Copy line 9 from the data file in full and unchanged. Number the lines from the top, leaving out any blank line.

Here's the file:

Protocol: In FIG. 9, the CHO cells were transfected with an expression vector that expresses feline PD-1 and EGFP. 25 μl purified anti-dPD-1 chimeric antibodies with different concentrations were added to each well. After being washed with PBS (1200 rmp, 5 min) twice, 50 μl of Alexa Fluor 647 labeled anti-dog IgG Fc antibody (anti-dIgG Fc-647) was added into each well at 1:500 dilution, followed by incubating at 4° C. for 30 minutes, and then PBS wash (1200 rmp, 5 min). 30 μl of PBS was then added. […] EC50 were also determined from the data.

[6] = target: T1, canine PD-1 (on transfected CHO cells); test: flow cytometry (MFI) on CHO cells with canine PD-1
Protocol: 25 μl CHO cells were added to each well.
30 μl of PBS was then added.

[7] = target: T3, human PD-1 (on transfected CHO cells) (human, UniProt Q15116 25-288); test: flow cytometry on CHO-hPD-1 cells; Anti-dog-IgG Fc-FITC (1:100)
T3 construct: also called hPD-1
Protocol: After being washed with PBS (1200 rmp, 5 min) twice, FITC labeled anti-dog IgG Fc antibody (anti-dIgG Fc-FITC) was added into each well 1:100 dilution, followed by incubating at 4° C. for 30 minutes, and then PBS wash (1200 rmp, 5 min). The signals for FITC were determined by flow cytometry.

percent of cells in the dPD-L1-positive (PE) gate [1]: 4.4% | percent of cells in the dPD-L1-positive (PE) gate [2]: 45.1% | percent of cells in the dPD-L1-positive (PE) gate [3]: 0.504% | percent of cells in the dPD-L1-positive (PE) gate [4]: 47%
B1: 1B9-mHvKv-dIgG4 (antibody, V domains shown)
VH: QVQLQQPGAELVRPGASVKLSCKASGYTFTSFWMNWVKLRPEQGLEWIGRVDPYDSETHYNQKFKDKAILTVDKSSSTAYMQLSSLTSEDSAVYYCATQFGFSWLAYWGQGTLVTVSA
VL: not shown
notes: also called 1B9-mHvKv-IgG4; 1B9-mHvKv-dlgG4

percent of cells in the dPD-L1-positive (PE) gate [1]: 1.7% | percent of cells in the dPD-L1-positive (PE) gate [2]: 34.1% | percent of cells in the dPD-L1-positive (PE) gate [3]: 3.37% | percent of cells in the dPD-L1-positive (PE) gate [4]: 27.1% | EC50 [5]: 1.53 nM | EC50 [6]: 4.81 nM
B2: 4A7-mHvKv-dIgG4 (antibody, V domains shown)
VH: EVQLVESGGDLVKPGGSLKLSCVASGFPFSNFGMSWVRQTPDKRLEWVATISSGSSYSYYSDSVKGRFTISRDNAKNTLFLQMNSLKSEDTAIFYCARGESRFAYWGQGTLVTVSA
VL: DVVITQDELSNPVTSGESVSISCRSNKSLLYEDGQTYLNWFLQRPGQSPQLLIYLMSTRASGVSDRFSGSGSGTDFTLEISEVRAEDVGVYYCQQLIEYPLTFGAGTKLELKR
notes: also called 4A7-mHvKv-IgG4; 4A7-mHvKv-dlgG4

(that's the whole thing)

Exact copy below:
B1: 1B9-mHvKv-dIgG4 (antibody, V domains shown)